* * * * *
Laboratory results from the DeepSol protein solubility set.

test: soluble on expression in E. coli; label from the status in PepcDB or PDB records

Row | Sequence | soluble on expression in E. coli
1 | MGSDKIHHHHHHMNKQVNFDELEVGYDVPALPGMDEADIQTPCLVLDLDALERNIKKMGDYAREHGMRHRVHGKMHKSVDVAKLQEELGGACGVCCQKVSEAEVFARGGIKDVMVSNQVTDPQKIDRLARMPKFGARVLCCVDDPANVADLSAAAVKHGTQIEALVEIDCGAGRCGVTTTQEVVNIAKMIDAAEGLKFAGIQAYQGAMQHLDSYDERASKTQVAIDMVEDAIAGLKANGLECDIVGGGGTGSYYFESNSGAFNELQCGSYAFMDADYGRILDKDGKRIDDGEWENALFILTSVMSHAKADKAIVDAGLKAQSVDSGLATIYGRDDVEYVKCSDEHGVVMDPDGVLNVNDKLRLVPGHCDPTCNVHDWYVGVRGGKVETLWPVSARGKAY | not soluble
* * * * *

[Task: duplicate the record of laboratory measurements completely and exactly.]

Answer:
Laboratory results from the DeepSol protein solubility set.

test: soluble on expression in E. coli; label from the status in PepcDB or PDB records

Row | Sequence | soluble on expression in E. coli
1 | MGSDKIHHHHHHMNKQVNFDELEVGYDVPALPGMDEADIQTPCLVLDLDALERNIKKMGDYAREHGMRHRVHGKMHKSVDVAKLQEELGGACGVCCQKVSEAEVFARGGIKDVMVSNQVTDPQKIDRLARMPKFGARVLCCVDDPANVADLSAAAVKHGTQIEALVEIDCGAGRCGVTTTQEVVNIAKMIDAAEGLKFAGIQAYQGAMQHLDSYDERASKTQVAIDMVEDAIAGLKANGLECDIVGGGGTGSYYFESNSGAFNELQCGSYAFMDADYGRILDKDGKRIDDGEWENALFILTSVMSHAKADKAIVDAGLKAQSVDSGLATIYGRDDVEYVKCSDEHGVVMDPDGVLNVNDKLRLVPGHCDPTCNVHDWYVGVRGGKVETLWPVSARGKAY | not soluble